UC Santa Cruz Review Summer/Fall 1995
Campus Update: Alumni pair receive coveted 'genius' awards
Two alumni from UCSC were among the new fellows selected in June by the John D. and Catherine T. MacArthur Foundation. Patricia Nelson Limerick and Richard White, who received bachelor's degrees from UCSC, were among the 24 recipients of the so-called "genius" awards.
For the people honored, the fellowships provide between $150,000 and $375,000 over five years, depending on the age of the recipient. MacArthur Fellowship recipients are free to use the awards as they wish.
Limerick (American studies, 1972) is a professor of history at the University of Colorado, Boulder. She has broadened perspectives on the history of the American West through her stories of women's history, ethnic histories, and environmental history. In her influential book, The Legacy of Conquest: The Unbroken Past of the American West (1987), Limerick presented a region whose defining experience was conquest: conquest of nature, Indians, Mexicans, and often, conquest of the human spirit. Limerick, who will receive $275,000, was the 1990 recipient of UCSC's Alumni Achievement Award.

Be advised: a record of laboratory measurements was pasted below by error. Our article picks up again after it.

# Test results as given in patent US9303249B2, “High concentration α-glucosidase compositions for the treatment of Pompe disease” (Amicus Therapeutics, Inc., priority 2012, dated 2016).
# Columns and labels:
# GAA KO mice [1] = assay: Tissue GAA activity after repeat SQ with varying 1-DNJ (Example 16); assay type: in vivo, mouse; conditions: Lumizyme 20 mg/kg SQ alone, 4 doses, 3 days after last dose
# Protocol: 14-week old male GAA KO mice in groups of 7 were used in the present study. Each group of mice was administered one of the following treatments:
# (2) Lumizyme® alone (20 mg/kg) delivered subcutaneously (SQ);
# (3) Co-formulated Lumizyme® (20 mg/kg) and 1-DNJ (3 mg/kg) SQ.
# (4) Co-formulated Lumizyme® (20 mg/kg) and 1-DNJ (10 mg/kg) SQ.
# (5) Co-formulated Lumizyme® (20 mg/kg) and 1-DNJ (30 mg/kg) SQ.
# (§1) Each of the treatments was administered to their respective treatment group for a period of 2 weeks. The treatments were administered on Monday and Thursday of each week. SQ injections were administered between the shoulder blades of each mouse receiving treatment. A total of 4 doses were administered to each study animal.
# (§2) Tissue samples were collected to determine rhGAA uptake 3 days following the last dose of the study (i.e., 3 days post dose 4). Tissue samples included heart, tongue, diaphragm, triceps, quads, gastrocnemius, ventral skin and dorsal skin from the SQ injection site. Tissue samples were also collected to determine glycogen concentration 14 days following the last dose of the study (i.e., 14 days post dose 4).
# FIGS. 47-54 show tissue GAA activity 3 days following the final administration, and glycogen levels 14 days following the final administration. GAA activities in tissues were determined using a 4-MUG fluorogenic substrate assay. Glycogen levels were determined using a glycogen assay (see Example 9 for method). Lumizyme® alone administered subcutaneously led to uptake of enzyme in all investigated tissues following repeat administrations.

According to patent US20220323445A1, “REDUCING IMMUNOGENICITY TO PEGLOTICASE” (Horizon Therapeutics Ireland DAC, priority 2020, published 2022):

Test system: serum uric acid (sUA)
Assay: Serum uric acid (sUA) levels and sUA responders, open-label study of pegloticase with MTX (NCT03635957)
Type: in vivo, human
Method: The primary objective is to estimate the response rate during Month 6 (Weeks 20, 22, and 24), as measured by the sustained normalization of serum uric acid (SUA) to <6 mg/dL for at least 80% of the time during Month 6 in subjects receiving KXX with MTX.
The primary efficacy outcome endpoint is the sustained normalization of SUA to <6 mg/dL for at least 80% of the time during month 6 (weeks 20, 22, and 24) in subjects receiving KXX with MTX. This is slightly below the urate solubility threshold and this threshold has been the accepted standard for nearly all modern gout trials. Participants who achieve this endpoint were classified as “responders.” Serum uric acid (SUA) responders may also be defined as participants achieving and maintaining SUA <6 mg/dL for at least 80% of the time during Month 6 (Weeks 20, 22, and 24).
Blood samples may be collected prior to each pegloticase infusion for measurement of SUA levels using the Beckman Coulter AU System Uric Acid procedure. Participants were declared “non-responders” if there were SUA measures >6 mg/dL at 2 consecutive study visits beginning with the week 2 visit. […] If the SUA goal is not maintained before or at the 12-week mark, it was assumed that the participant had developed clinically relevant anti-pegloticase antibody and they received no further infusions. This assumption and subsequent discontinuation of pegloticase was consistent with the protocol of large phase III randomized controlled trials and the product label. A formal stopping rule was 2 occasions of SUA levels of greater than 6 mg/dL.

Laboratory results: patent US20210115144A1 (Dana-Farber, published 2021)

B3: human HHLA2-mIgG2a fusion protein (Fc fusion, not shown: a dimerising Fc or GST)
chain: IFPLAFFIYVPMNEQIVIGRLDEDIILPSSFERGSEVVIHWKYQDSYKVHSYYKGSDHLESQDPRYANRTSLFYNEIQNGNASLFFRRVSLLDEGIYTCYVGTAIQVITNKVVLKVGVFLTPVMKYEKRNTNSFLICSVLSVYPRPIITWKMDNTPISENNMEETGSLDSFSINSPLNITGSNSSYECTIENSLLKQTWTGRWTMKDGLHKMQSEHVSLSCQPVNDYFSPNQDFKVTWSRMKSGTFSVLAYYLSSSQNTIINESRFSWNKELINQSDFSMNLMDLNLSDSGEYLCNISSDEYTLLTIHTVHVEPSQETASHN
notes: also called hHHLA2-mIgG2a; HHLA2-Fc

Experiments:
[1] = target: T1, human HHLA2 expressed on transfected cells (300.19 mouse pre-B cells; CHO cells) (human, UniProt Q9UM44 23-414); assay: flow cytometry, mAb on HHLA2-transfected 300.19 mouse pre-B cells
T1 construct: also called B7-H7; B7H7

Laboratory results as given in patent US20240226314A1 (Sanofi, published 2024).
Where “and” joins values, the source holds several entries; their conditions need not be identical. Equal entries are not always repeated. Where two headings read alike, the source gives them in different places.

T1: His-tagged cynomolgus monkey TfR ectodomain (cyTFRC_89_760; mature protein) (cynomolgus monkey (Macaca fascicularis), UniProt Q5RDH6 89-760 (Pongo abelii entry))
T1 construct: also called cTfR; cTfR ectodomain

Richard White (history, 1969), also a professor of history, is a faculty member at the University of Washington. His work has played an important role in three areas of inquiry: environmental history, Native American history, and the new Western history. His first book, Land Use, Environment, and Social Change in a Western County, Island County, Washington, 1790-1940 (1980), was one of the first small-scale studies of ecological change produced by environmental historians. White will receive $295,000.
A total of 458 fellows have been named since the program began in 1981. Limerick and White are the fourth and fifth people affiliated with UCSC to receive a MacArthur fellowship. The others are Shelly Errington, a professor of anthropology, and Ph.D. graduates Alfred Jay Cantor (history of consciousness) and Robert Shaw (physics).